NEW CASTLE —
Zoey Smith wanted a number.
“How many vials?” she asked insistently as a lab technician at Children’s Hospital in Pittsburgh drew still another one from her arm during a late-February visit.
“Don’t worry, honey, it’s OK, we’re just about done,” the technician said soothingly to her 12-year-old patient, trying to draw her gaze away from the rows of tubes filled with blood.
Zoey and her mother, Tracy Llewellyn Smith, both break into gales of laughter at the memory.
“I wasn’t worried about the blood or the needles,” Zoey said. “I wanted to break the record.
“My old record for vials at one time was 11,” she added. “This time she took 19. Nineteen. I’m going to have a tough time breaking that.”
It is this outright pluckiness that has gotten the Union Area Middle School seventh-grader through the greatest ordeal of her young life.
Since she was a young child, Zoey has experienced health problems that have culminated in recent years with a diagnosis of a rare disorder known as Joubert syndrome, which has led to Stage 4 kidney failure.
Zoey’s need for a transplant has reached near-critical stage and she is being prepped for one later this year, when she receives the kidney of a compatible extended family member.
The bright-eyed Girl Scout hopes that the transplant will put her on the road to a normal life, one in which she can return to school and eat some of her favorite foods, such as chocolate and ice cream.
For now, though, Zoey waits and just tries with all her might to be a normal kid.
THE EARLY YEARS
Zoey was born visually impaired. Although she has 20-20 vision, she cannot move her eyes horizontally, causing some learning delays throughout her early school years.
After years of testing, she was diagnosed with Joubert, a genetic disorder that affects the cerebellum, an area of the brain that controls balance and coordination, explaining her visual problems.
She later developed muscular problems with her legs, severe stomach pains and other issues, such as a sensitivity to water.
“She can’t run bath water,” Tracy said, “because it will burn her hands.”
During follow-up testing at Children’s, she was diagnosed with nephronophthisis, a genetic disorder of the kidneys.
Tracy and her husband, Gary Smith Jr., learned that patients with this disorder usually need a transplant between the ages of 13 and 15. Since Zoey will be 13 on July 3, they knew her time was drawing near.
Zoey needs special food and must be on a no-phosphate, no-cholesterol diet.
“I can’t have any of the fun stuff like chocolate and ice cream and peanut butter,” she said.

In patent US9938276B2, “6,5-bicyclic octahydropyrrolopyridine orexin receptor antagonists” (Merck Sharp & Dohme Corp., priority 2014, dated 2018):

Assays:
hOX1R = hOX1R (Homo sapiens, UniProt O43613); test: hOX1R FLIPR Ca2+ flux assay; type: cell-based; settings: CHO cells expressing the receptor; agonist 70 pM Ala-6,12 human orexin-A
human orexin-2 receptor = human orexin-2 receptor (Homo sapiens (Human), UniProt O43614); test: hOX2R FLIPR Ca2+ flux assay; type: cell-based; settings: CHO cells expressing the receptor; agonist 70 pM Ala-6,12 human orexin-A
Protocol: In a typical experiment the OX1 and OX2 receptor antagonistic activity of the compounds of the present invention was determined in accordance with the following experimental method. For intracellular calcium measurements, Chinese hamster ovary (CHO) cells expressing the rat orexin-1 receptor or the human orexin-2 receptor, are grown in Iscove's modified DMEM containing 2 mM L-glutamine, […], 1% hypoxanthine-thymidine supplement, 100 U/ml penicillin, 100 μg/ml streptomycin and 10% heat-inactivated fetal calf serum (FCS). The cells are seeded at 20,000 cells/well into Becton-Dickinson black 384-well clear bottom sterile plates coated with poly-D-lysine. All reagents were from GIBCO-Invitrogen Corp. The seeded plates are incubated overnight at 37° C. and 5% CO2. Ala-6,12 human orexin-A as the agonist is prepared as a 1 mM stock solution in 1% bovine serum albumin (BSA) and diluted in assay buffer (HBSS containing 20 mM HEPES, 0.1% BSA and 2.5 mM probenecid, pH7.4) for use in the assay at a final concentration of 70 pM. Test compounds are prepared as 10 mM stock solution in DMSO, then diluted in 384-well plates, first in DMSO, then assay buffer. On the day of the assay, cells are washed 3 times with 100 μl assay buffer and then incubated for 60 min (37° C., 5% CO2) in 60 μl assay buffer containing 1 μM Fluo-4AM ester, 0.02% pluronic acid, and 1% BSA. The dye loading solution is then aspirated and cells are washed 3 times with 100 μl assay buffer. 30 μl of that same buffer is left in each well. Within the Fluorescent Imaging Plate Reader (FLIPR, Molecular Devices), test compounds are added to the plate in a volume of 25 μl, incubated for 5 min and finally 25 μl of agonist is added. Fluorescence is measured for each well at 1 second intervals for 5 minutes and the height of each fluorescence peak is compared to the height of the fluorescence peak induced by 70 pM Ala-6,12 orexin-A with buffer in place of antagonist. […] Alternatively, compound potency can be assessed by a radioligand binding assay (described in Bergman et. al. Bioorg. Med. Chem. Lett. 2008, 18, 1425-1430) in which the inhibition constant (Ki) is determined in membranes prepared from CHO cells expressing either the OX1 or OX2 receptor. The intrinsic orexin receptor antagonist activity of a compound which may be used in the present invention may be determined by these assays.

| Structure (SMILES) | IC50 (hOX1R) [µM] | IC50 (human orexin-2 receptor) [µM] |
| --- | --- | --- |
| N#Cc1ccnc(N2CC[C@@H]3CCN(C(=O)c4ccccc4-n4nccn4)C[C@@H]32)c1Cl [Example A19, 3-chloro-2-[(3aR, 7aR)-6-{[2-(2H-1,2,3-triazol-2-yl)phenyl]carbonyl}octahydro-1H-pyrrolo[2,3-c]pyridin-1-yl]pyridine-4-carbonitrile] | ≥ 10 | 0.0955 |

“She can’t have anything processed and no whole wheat,” Tracy added. “She is able to eat pasta and rice and luckily she likes things like fruit and broccoli, so she eats a lot of that.”
In recent months, Zoey’s creatinine level, which indicates kidney function, has risen to 2.9 (normal range is 0.05 to 1). When the number reaches 4, the transplant will become imperative. Since a donor already is in place, she will not have to undergo dialysis while waiting.
Zoey will be hospitalized for 10 to 14 days following the transplant, with the donor home in three to five days.
By her side in addition to her parents during her ordeal will be big sister, Kayla, who is 14 and an eighth-grader at Union.
“She is my best friend,” Kayla says, reaching for her sister’s hand as Zoey gives a nod of agreement.
Zoey has received homebound instruction since November by Linda Spaulding, who is a teacher at Union.
It is one of the rare times that Zoey and Kayla are separated.
“Until recently when she got a little sicker and started to get home-schooled, we slept in the same bed — we both wanted it that way,” Kayla said.
“They have their own beds,” Tracy said. “They just always chose to sleep in the same bed. They’re that close. Kayla watches over Zoey. I have never seen two sisters who were closer.
“Although I have to say that if it had been Kayla that this had happened to, we would have had a rougher time,” she added. “Kayla faints at the sight of blood, while Zoey counts the vials. In that way, they couldn’t be much more different.”
Tracy is able to make the frequent trips to Children’s because she works for her brother, Dave Llewellyn, at Pizza Joe’s in New Wilmington. Gary works at Kaleel Brothers.
Tracy’s mother, Louise Llewellyn, watches Zoey while her parents are at work.
When Zoey gets her transplant, her current kidneys will not be removed, but the new kidney will take over. She will need to take medication twice a day for the rest of her life.
Although the Smiths have medical insurance, the cost of traveling to appointments in Pittsburgh, often several days a week, along with medication, have placed a financial strain on the family. Yet the Smiths are willing to do whatever it takes to give their daughter a healthy future. A benefit spaghetti dinner to help with expenses will be held April 28.
“She’s been through so much,” Tracy said. “But she’s a pretty happy kid. Nothing much gets her down.
“On even the worst days, she’s a joy to be around.”
For Zoey, she is looking to the transplant as the first day of the rest of her life.
“I just want to get it over with,” she said. “I’m not scared, I’ve had every test there is and some of them were pretty bad, so I think this will be OK. I just want to be able to enjoy stuff again.”
NEW CASTLE —
Zoey Smith wanted a number.
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